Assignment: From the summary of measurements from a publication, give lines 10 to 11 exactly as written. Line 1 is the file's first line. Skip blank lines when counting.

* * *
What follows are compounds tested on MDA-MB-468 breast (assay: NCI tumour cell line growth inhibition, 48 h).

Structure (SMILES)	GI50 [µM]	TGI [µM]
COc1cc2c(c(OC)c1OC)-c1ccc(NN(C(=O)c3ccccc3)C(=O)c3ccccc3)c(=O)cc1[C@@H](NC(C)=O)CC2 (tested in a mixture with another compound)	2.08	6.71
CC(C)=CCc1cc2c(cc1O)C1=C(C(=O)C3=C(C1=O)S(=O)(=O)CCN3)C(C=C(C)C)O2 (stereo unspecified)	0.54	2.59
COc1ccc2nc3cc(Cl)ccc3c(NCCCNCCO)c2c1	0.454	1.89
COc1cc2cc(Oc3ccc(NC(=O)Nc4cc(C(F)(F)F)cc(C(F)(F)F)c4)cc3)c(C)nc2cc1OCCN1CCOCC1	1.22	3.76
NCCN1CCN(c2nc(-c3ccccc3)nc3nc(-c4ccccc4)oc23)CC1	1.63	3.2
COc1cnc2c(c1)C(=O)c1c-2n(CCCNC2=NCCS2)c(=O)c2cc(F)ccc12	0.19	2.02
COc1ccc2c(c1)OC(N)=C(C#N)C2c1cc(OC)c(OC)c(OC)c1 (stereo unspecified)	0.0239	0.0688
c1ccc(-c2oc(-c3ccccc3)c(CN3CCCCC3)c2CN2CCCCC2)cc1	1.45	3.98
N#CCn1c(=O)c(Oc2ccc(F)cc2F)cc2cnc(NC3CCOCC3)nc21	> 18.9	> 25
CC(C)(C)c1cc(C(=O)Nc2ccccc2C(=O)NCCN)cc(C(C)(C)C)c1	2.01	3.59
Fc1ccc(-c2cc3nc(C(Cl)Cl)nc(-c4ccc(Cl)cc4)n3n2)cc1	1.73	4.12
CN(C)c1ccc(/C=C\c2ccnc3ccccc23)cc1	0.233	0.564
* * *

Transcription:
c1ccc(-c2oc(-c3ccccc3)c(CN3CCCCC3)c2CN2CCCCC2)cc1	1.45	3.98
N#CCn1c(=O)c(Oc2ccc(F)cc2F)cc2cnc(NC3CCOCC3)nc21	> 18.9	> 25